Something worth noting - the Thunder put 112 points on Dallas without really having any sort of coherent offensive strategy at all. Dallas is a good defensive team because they have good, competent players. It is not because they have Kevin Garnett or Tony Allen hell-hounds prowling the court. They are never going to aspire to be a shut-down defense, but they don't need to. They're simply smart enough to take away a few offensive options from the opposition, and that is usually enough to give their efficient offense enough margin for error.
Sebastian Pruiti once again did great work looking at the Dallas defense to reveal how they created sets that were just enough to allow them to give OKC the Heisman for three quarters.
I grabbed the first clip he posted because it is the most basic mistake that teams make against a zone, but be sure to look at all of them to see the various ways in which the Thunder met the Dallas zone with hesitation rather than purpose.
A few more comments after the jump.
- I've had the privilege of both playing and coaching basketball, and I have my own perspective on how to bust zones. I'm sure that any others who have had that experience have their own philosophies as well, and I'd be eager to hear them). My basic take on how to approach this zone, which is a basic 2-3, is to see the court not in terms of where the defenders are, but where they are not. See below:
- Against this 2-3 set, there are several "soft spots." Not only are there no defenders in these areas, but if the ball moves to them, it causes the zone to shift. However, as you can see in the above clip, the Dallas zone never shifts because it does not need to. As long as perimeter guys are dribbling around the 3-point line, the up-men can simply slide side to side with little fear. A pass to the wing is a start in the right direction, but only if the offense has a plan on what to do. Also, a skip pass from one wing to the other has to travel over at least three very tall people, so it carries more risk than reward. High screens also do not work very well because the up-men are already in a "switch on everything" mode anyway.
- Instead of dribbling the ball around the perimeter, the most straight-forward way to break a zone down is to get the ball into those soft spots. Without even going into "plays" against a zone defense, the player first must have this proper mentality. Getting the ball to a soft spot can be done either with the dribble drive or the pass, although a pass is preferable. If the ball moves to the circle at the top of the key, the back men have to move up, which will open up the baseline. If the ball goes to the high post or baseline circles, the middle and weak side players must shift toward the lane to prevent both a drive as well as a pass.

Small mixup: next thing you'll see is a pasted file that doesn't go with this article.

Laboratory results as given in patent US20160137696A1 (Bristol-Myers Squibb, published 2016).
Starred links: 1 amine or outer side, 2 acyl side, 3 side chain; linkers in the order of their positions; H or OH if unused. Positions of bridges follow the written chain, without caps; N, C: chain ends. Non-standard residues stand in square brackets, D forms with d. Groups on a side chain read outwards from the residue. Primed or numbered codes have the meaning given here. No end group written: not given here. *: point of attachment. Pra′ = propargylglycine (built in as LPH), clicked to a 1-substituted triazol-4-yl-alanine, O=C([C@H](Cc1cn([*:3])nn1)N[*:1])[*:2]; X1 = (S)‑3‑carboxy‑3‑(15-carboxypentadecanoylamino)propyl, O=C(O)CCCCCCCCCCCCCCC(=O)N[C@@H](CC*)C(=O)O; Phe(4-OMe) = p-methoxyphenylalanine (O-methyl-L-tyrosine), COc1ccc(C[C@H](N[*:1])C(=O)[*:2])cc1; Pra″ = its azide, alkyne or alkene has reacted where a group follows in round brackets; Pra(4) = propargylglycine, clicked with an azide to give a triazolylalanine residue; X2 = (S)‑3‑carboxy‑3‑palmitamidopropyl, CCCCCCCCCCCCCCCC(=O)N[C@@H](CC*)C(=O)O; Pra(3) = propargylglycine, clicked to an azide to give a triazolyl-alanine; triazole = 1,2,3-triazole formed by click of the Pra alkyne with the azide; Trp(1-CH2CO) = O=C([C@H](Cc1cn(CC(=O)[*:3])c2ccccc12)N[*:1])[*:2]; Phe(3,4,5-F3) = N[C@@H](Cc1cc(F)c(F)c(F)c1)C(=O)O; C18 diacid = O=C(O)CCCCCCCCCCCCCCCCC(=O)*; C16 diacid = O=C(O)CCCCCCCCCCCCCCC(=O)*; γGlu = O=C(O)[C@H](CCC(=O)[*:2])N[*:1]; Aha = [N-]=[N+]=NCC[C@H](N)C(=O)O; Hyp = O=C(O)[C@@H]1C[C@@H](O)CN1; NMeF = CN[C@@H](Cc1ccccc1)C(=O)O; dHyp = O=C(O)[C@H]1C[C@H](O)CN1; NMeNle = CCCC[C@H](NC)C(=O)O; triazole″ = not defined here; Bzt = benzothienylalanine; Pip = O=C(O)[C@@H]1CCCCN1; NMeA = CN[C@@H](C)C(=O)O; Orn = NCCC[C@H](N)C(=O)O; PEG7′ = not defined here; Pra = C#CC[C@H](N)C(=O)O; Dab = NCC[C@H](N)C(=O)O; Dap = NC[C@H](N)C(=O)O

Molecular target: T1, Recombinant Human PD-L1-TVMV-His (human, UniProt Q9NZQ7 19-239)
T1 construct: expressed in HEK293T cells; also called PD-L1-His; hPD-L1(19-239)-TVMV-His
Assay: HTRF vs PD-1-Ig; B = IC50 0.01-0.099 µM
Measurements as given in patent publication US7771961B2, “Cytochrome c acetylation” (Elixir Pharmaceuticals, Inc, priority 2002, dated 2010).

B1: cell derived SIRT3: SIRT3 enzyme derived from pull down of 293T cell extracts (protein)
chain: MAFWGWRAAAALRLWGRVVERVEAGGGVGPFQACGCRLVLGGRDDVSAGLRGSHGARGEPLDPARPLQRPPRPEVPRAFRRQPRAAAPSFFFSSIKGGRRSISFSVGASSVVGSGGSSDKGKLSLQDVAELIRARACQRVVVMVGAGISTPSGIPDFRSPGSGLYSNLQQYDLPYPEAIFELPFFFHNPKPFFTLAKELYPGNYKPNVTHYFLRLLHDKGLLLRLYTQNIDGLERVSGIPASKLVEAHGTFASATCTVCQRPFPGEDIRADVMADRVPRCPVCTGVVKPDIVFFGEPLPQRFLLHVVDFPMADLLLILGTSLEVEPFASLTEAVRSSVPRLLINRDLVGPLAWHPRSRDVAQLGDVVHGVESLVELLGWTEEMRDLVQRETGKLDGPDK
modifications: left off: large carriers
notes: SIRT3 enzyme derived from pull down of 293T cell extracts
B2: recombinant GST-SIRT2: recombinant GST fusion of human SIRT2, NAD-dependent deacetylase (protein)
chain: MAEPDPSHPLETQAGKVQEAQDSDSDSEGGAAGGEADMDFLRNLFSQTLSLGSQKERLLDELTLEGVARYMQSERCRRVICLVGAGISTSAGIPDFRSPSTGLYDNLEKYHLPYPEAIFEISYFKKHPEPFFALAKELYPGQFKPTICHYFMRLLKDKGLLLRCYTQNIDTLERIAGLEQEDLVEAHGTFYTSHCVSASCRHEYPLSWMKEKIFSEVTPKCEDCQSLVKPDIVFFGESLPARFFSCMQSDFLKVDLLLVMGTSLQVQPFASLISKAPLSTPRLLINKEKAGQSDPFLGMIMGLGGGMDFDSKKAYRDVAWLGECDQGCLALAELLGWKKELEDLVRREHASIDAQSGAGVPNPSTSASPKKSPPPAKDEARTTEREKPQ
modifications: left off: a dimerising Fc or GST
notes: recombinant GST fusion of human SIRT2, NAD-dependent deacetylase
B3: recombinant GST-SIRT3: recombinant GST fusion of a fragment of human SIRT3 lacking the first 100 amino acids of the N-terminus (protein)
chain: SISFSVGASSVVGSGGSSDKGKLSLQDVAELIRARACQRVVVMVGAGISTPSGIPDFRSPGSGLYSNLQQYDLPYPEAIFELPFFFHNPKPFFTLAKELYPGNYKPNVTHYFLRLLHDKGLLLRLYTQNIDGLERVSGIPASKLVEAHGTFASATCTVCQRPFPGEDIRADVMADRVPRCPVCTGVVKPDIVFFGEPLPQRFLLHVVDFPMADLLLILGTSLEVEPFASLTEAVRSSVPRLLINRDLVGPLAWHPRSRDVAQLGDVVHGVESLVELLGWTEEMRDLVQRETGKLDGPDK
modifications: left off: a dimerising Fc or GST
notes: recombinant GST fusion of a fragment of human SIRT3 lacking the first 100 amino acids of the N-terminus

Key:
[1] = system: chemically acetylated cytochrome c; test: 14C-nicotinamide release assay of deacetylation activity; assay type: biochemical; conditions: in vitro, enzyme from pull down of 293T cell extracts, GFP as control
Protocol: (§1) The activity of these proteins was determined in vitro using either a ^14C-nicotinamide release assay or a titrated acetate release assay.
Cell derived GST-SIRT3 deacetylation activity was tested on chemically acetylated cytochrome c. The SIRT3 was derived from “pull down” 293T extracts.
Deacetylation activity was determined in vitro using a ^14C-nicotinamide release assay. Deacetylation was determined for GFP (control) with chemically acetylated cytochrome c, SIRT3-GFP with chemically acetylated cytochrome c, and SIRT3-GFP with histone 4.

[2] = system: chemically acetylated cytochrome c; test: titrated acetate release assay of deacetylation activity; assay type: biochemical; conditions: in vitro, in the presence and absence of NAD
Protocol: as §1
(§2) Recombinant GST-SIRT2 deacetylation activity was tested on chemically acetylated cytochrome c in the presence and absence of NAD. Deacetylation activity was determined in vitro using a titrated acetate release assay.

- Just as the key to a good zone defense rests on each man's commitment to his zone, so too the key to a good offense against a zone is a commitment to how to break it down. Rarely is the initial move going to cause the opening, because all five defenders can react. The ball handler must know this and have a plan in mind for where he's going to go with the ball. So while getting the ball to that soft spot is the first move, it is not likely to be the final move. The ball handler must already have a passing option in mind to go to once the defense closes on him. It did not seem like the Thunder had much of a plan, so in the end they had to either settle for contested jump shots or charge into the lane.
- A zone is designed to give up perimeter shots. In college, this philosophy is often a good one because usually only a few players on the team can comfortably face up and shoot from 18 feet. In the pros, it is not uncommon for at least four out of five guys to be able to face up and shoot. I think this is one area where the Thunder can break down the zone, but did not seize the opportunity. The Thunder have a number of big men - Nick Collison, Serge Ibaka, Kevin Durant, and even Nazr Mohammed - who can turn and shoot that medium range shot. However, they have to be ready for the opening.
- In the 4th clip, you can see much better ball movement right from the beginning, and it immediately stretches out the zone past its point of usefulness. As a result, the opportunity presents itself - the ball goes right into the top of the key where Collison receives the pass. He is in perfect position to pivot, turn, and shoot a wide open 15 footer. However, he hesitates and instead of shooting tries to drive the ball into three defenders, which results in a turnover. We know that both Collison and Ibaka shoot a high percentage from that range, but they have to be ready for that shot to be there.
- Pruiti makes the argument that this is is the type of zone defense situation where still having Jeff Green would have paid dividends. He's probably right, but a team only needs to break a zone two to three times before the defense abandons it, and I think that the Thunder have the necessary pieces to deal with a zone.
- When this defense is applied in Game Two, the two most important guys on the court will be Russell Westbrook and the flash post player (Collison or Ibaka). As long as those two guys recognize quickly what is going on, they can start working the ball into the soft spots, and openings will reveal themselves.